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In The Studio: Using Effects To Create A Dreamy Piano Sound

How to give your piano the perceived sonic effect of existing in the half state of dreaming.

By Mark Marshall December 14, 2015

Image courtesy of Mico Samardzija
This article is provided by the Pro Audio Files.

Recently, I was working with an artist, Elizabeth Ziman.

Elizabeth brought in a really interesting song that sonically reminded me of being in the half state of dreaming.

I wanted to try to find a way to embellish the sound of the piano to psychologically put you in that state of mind while listening to the song. This song is basically a solo piano with a really lovely airy vocal on top. We recorded it in her apartment. She has a lovely old Mason & Hamlin. We used two ribbon mics on it, and nothing particularly special about the way I mic’d it.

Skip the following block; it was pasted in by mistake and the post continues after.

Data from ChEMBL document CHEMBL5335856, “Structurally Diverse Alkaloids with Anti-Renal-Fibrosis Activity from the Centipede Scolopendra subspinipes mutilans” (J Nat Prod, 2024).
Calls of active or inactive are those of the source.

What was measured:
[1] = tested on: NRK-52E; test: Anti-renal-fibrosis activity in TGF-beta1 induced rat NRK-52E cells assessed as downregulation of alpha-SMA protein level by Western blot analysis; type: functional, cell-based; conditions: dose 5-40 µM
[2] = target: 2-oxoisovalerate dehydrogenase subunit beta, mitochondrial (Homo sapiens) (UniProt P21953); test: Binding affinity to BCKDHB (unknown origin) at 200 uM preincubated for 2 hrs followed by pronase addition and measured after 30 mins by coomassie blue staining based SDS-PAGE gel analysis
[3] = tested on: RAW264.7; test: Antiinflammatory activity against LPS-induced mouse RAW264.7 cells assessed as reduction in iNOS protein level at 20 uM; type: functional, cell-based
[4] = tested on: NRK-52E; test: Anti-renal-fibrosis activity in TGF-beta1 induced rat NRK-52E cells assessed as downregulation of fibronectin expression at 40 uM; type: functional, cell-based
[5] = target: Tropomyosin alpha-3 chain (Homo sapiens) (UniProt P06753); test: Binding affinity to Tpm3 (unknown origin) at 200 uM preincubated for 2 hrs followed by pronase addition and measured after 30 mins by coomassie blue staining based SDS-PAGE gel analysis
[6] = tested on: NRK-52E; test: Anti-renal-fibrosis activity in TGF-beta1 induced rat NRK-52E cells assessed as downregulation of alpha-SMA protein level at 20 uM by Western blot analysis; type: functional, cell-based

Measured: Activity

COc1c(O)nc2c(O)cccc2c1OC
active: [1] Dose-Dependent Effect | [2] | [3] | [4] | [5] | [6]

Once I got it into Pro Tools, I applied some EQ and a Fairchild compressor, but it still wasn’t enough. I wanted it to somehow sound almost slightly broken and distant.

So, in order to do this, I did something slightly unconventional. I created a buss on the piano tracks and I sent it to an amp emulation plug-in. For this particular amp emulation, I was using this Marshall plug-in from UAD. You can use Amplitube, or Logic has some built in amp plug-ins that would work.

I picked the Marshall because there’s a certain mid-range that exists in the Marshall amps, somewhat from the closed back cabinets and the 4x12s. There’s weird phase stuff that happens among those four speakers.

Let’s listen to the piano and hear what’s happening…

Mark Marshall is a producer, songwriter, session musician and instructor based in NYC.

Be sure to visit The Pro Audio Files for more great recording content. To comment or ask questions about this article, go here.


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